The Screen Pass

“Always #LikeAGirl - Super Bowl XLIX” isn’t new, but even the shorter version continued to produce results.

The original “Always #LikeAGirl” was published on June 26, 2014. It is 3 minutes and 18 second long. And it has 54,486,224 views on YouTube and 1,547,675 shares, according to Unruly. The 1-minute version was published on Jan. 29, 2015. It has 867,783 views on YouTube and 5,873 shares, according to Unruly. But it ranked #2 in USA Today’s Super Bowl XLIX Ad Meter results.

What lesson can we learn from the screen pass? Layer on the social motivations.

Viewers share videos for very different reasons ranging from sharing a passion, demonstrating knowledge, or championing a good cause. Most Super Bowl ads underperformed in 2014 because ads brought out only 1-2 of these social motivations.

#LikeAGirl, which started last year’s noticeable shift in the way brands market to women, demonstrated that the Super Bowl audience is no longer limited to men. The fact that women control two-thirds of family purchasing decisions, according to Nielsen, is why this play is worth adding to the marketer’s playbook.

Half-Back Pass

This trick play has high risks, but high rewards. And “Aubrey Plaza Prepares America for Newcastle’s Band of Brands Ad” demonstrates that you don’t need to be an official Super Bowl advertiser to steal the show.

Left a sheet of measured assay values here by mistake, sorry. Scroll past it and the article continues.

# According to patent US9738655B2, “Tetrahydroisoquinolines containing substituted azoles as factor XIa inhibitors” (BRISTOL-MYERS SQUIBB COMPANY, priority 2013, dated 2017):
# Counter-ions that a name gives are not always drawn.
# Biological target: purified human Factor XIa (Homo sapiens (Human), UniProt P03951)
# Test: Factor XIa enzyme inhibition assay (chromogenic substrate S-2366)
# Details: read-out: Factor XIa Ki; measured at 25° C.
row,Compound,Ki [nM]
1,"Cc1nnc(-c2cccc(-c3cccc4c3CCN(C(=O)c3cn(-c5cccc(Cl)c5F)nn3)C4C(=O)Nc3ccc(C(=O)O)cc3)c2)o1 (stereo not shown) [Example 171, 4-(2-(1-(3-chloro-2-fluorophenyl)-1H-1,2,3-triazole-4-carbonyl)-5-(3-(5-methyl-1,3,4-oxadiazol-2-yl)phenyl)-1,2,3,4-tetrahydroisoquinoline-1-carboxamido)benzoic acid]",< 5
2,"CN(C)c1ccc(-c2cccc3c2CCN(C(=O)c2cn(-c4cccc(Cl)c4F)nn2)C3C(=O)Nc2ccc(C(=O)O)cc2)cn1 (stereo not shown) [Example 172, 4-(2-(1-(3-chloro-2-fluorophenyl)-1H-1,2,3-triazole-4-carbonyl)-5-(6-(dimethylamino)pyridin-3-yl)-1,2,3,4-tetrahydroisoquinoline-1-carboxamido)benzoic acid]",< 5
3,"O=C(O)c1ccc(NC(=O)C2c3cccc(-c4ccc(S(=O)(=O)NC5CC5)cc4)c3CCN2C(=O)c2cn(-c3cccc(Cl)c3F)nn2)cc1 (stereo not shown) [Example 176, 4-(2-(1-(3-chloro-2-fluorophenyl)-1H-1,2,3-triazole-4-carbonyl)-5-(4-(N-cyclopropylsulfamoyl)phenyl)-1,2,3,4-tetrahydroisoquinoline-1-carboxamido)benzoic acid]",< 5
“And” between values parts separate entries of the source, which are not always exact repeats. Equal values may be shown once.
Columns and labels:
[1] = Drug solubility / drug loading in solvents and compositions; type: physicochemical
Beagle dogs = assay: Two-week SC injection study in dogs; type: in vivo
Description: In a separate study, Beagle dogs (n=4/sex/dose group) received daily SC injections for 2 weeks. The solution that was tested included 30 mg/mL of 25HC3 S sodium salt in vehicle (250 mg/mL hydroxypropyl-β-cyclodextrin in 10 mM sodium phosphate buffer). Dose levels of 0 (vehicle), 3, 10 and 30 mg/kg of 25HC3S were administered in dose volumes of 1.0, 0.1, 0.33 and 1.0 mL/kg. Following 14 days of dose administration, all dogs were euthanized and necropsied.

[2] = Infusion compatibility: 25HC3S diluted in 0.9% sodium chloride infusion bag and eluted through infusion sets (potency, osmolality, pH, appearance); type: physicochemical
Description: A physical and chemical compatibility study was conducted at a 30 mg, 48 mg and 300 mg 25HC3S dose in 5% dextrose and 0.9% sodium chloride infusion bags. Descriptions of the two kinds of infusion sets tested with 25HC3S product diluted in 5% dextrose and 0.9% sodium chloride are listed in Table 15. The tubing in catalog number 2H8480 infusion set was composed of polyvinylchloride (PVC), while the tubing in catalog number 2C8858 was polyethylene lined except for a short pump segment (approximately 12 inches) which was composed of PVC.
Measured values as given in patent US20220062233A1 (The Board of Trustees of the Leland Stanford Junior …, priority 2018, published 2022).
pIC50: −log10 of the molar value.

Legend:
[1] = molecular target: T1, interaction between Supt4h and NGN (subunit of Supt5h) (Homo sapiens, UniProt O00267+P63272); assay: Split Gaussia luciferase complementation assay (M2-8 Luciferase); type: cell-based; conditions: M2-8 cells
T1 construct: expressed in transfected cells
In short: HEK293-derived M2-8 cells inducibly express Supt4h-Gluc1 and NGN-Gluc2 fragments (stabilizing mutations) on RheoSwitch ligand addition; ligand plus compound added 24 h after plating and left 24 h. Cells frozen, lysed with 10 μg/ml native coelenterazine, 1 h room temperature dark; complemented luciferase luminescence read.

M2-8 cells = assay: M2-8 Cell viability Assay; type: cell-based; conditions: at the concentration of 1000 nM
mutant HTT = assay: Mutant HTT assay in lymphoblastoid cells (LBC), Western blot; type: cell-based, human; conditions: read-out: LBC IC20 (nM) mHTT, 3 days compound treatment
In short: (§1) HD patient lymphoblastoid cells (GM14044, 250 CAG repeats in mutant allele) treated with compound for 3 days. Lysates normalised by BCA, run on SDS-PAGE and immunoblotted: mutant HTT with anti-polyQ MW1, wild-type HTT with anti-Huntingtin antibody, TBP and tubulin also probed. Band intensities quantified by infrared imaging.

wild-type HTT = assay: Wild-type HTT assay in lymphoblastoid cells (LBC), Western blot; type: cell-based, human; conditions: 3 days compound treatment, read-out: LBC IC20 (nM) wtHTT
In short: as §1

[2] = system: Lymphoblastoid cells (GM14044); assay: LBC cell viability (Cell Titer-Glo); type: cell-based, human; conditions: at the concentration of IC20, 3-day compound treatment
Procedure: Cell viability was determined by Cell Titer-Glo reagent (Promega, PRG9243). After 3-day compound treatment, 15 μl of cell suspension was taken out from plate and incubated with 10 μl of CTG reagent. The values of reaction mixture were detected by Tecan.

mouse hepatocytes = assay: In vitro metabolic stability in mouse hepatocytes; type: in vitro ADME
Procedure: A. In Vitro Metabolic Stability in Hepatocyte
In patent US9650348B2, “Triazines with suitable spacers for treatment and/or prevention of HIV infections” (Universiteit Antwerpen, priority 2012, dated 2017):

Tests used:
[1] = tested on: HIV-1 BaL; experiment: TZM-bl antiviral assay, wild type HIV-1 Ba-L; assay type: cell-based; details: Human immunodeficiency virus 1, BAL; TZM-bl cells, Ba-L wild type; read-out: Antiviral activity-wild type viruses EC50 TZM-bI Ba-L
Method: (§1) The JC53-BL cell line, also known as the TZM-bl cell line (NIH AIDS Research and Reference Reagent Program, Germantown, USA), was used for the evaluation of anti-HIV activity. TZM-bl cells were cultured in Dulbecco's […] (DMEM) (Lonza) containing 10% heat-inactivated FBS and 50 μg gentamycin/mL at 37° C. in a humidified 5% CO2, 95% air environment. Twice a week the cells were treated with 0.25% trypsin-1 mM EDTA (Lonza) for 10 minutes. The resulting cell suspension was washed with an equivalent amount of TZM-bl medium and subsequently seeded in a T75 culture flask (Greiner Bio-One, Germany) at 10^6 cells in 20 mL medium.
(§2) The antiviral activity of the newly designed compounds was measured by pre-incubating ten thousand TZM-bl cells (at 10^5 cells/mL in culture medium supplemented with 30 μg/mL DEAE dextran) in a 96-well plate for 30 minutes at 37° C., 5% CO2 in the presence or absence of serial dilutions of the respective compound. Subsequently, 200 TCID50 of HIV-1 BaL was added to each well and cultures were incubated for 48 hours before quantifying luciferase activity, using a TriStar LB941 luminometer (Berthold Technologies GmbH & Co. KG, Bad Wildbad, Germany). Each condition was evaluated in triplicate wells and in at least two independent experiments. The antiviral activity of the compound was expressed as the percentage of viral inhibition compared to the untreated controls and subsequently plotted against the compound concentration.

This ad has 2,208,232 views on YouTube and 3,320 shares. And did I mention that Newcastle Brown Ale didn’t pay NBC $4.5 million to air a 30-second spot during the Super Bowl?

What lesson can we learn from the half-back pass? Watch out for surprise plays.

The previous two Super Bowls had dealt viewers – and advertisers – a surprise in the form of a blackout or a blowout of a game. However, this year’s game held viewers’ attention right up to the end when Malcolm Butler of the Patriots intercepted a pass intended for Ricardo Lockette of the Seahawks in the waning seconds of the fourth quarter.